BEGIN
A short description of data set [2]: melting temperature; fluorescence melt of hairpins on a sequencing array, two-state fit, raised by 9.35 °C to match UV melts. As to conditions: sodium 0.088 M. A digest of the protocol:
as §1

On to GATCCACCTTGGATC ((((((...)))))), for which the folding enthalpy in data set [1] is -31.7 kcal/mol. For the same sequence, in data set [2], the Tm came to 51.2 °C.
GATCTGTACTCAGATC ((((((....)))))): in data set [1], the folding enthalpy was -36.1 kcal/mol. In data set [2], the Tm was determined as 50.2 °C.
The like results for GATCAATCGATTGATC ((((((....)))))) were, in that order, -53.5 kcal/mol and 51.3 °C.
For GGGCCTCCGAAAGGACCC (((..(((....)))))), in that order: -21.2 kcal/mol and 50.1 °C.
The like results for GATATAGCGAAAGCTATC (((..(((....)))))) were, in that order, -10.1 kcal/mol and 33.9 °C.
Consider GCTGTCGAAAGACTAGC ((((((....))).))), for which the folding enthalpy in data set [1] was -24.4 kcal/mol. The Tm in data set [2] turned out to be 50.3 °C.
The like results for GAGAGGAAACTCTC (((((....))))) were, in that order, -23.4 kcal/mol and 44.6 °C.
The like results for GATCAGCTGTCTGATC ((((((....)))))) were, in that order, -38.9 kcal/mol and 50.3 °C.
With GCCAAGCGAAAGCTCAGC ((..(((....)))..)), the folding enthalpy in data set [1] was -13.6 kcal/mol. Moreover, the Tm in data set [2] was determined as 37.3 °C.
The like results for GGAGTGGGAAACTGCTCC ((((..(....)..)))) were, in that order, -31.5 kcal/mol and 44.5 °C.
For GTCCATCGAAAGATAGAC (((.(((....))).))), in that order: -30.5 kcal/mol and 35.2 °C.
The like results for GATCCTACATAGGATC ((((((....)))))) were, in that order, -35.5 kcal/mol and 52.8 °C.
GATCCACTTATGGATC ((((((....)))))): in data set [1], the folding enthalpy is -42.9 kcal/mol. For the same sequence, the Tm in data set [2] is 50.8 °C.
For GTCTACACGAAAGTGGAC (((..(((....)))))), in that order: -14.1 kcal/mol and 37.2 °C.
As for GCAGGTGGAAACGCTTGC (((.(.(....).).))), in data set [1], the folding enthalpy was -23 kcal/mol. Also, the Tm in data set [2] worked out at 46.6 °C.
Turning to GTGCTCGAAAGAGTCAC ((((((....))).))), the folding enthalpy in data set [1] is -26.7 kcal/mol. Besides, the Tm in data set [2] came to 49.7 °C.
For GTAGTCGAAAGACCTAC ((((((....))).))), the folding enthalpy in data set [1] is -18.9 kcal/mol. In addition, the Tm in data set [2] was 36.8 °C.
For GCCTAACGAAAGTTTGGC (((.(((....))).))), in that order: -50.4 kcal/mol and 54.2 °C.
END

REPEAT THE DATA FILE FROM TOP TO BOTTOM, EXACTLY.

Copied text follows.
A short description of data set [2]: melting temperature; fluorescence melt of hairpins on a sequencing array, two-state fit, raised by 9.35 °C to match UV melts. As to conditions: sodium 0.088 M. A digest of the protocol:
as §1

On to GATCCACCTTGGATC ((((((...)))))), for which the folding enthalpy in data set [1] is -31.7 kcal/mol. For the same sequence, in data set [2], the Tm came to 51.2 °C.
GATCTGTACTCAGATC ((((((....)))))): in data set [1], the folding enthalpy was -36.1 kcal/mol. In data set [2], the Tm was determined as 50.2 °C.
The like results for GATCAATCGATTGATC ((((((....)))))) were, in that order, -53.5 kcal/mol and 51.3 °C.
For GGGCCTCCGAAAGGACCC (((..(((....)))))), in that order: -21.2 kcal/mol and 50.1 °C.
The like results for GATATAGCGAAAGCTATC (((..(((....)))))) were, in that order, -10.1 kcal/mol and 33.9 °C.
Consider GCTGTCGAAAGACTAGC ((((((....))).))), for which the folding enthalpy in data set [1] was -24.4 kcal/mol. The Tm in data set [2] turned out to be 50.3 °C.
The like results for GAGAGGAAACTCTC (((((....))))) were, in that order, -23.4 kcal/mol and 44.6 °C.
The like results for GATCAGCTGTCTGATC ((((((....)))))) were, in that order, -38.9 kcal/mol and 50.3 °C.
With GCCAAGCGAAAGCTCAGC ((..(((....)))..)), the folding enthalpy in data set [1] was -13.6 kcal/mol. Moreover, the Tm in data set [2] was determined as 37.3 °C.
The like results for GGAGTGGGAAACTGCTCC ((((..(....)..)))) were, in that order, -31.5 kcal/mol and 44.5 °C.
For GTCCATCGAAAGATAGAC (((.(((....))).))), in that order: -30.5 kcal/mol and 35.2 °C.
The like results for GATCCTACATAGGATC ((((((....)))))) were, in that order, -35.5 kcal/mol and 52.8 °C.
GATCCACTTATGGATC ((((((....)))))): in data set [1], the folding enthalpy is -42.9 kcal/mol. For the same sequence, the Tm in data set [2] is 50.8 °C.
For GTCTACACGAAAGTGGAC (((..(((....)))))), in that order: -14.1 kcal/mol and 37.2 °C.
As for GCAGGTGGAAACGCTTGC (((.(.(....).).))), in data set [1], the folding enthalpy was -23 kcal/mol. Also, the Tm in data set [2] worked out at 46.6 °C.
Turning to GTGCTCGAAAGAGTCAC ((((((....))).))), the folding enthalpy in data set [1] is -26.7 kcal/mol. Besides, the Tm in data set [2] came to 49.7 °C.
For GTAGTCGAAAGACCTAC ((((((....))).))), the folding enthalpy in data set [1] is -18.9 kcal/mol. In addition, the Tm in data set [2] was 36.8 °C.
For GCCTAACGAAAGTTTGGC (((.(((....))).))), in that order: -50.4 kcal/mol and 54.2 °C.